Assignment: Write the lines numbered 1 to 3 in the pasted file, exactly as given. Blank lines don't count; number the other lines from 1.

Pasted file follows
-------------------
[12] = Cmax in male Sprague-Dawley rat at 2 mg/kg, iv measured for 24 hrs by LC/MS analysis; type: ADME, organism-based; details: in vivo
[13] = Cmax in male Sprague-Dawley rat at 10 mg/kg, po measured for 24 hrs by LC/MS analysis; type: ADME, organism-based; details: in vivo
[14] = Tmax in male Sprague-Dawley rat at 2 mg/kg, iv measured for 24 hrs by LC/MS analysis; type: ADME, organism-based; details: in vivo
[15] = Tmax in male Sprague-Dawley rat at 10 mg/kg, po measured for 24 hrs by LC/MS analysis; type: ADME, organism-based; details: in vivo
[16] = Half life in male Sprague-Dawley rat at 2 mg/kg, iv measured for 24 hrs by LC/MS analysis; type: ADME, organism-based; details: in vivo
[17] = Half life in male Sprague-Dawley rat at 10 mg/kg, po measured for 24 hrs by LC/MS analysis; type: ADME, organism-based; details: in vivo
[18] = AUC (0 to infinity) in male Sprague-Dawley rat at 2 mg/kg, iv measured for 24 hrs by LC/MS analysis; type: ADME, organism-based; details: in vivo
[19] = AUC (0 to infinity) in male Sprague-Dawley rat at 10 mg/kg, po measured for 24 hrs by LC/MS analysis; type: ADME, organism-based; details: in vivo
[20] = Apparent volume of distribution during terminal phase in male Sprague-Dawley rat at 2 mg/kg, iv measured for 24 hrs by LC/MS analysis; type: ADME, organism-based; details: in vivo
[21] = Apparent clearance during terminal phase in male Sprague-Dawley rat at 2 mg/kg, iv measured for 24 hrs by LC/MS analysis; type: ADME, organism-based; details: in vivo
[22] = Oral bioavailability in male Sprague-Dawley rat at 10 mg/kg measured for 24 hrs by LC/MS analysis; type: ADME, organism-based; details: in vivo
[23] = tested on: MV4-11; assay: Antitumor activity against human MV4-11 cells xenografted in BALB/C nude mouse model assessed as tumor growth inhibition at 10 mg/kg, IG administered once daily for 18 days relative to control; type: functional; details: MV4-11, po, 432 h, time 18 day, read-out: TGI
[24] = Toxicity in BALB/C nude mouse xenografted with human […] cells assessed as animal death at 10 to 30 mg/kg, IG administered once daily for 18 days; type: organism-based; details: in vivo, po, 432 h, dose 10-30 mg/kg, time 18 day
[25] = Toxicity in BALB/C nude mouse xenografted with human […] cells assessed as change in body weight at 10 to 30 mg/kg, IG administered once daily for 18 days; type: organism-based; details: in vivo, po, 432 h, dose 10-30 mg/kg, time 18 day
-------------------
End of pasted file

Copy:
[12] = Cmax in male Sprague-Dawley rat at 2 mg/kg, iv measured for 24 hrs by LC/MS analysis; type: ADME, organism-based; details: in vivo
[13] = Cmax in male Sprague-Dawley rat at 10 mg/kg, po measured for 24 hrs by LC/MS analysis; type: ADME, organism-based; details: in vivo
[14] = Tmax in male Sprague-Dawley rat at 2 mg/kg, iv measured for 24 hrs by LC/MS analysis; type: ADME, organism-based; details: in vivo